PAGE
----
Charging for social care campaign
Mike Jones is a retired Finance Director from the private sector and is the Appointee for his sister, Julie (not her real name), who lives in shared accommodation with three other women who also have special needs. The property is owned by a Registered Social Landlord and the local authority arrange 24/7 care and support.
Julie contributes to her share of the care costs based on a local authority financial assessment each year. The calculation treats her benefits as her income (she has no other income or capital) and deducts two allowances for living costs and disability-related expenses. The local authority then claims 90% of the balance as her contribution to the shared care costs and Julie is left with the remaining 10% for her own personal needs.
In 2019, the 10% that Julie was allowed to keep for her personal use was £1.14 per week. That was supposed to provide her with the means to live an inclusive lifestyle within the community.
When Mike realised how little Julie had left each week for personal expenses, such as a small birthday gift for a family member, he worked hard to secure an increase in her benefits, but the local authority claimed 90% of the increase as a further contribution to her/their care costs.
In 2020 Julie is now left with £10.63 per week for her personal needs, which is better for her but leaves Mike annoyed that the local authority took the lion’s share of the improvement in her benefits.
It was even more annoying when Mike realised that people in residential care (as opposed to living in the community) have a safeguard of £24.90 per week for personal needs called the Personal Expense Allowance as per LAC (DHSC) (2020)1, which local authorities cannot touch.
Mike believes this is unfair and discriminates against people in non-residential care, despite a local authority commitment to give those people a more inclusive and fulfilling life within the community. He believes the discrimination may also be unlawful.
Mike has started a campaign using Twitter (@extend_the_PEA) to try and get government to extend the safeguard of the Personal Expense Allowance to non-residential care and/or to encourage local authorities to be more generous in the application of the Minimum Income Guarantee in their financial assessments, as permitted by the LAC.
As Mike Jones’s campaign demonstrates, social care charging reduces many disabled people trying to live in the community, to a state of penury and yet – for reasons I cannot understand – it is a topic that gets very little coverage.
Local authorities do not have to charge and the statutory guidance (para 8.2) states that charges must be ‘reasonably practicable’. If a local authority decides to impose charges, then it must satisfy itself in an individual case that it is ‘reasonably practicable’ for the person to pay it. This must take into account all the personal circumstances of the individual and also provide a rational reason for imposing the charge (if the council decides so to do).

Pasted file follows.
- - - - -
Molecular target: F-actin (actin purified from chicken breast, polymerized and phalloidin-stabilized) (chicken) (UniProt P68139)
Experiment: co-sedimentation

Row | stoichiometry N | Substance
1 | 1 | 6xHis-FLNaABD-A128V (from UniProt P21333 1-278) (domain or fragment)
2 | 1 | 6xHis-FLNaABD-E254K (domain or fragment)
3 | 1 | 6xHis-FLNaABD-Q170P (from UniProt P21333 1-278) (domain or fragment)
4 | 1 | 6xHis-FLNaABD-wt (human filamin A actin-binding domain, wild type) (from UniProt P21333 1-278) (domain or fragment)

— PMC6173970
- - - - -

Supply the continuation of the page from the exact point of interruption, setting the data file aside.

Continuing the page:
There is however a wider point of principle – namely that charges of the kind described by Mike Jones severely undermine the rights of disabled people to live independent lives (contrary to Article 19 UN Convention on the Rights of Persons with Disabilities (CRPD)) and are discriminatory – in that they can impose more severe charges on those living in the community than those in an institutional setting. This difference in treatment is not only irrational – it may also contravene Article 14 of the European Convention on Human Rights in combination with Article 8.
There is also an argument that it amounts to unlawful discrimination contrary to the Equality Act 2010. Many disabled people who receive a Disability Living Allowance (DLA) / Personal Independence Payment (PIP) do not get local authority support because their needs are not sufficiently severe to meet the social care eligibility criteria. In such cases they keep all their DLA/ PIP income. However if their impairment becomes more substantial they may then become eligible for local authority support – at which point they lose much of their DLA /PIP in charges. This is seriously regressive and it is difficult to see how a state (such as the UK) can both ratify the CRPD and allow local authorities to impose such charges.
It is unclear if any of these issues will be considered in the pending judicial review concerning charges – click here for details.
For a general note on challenging local authority charges – click here.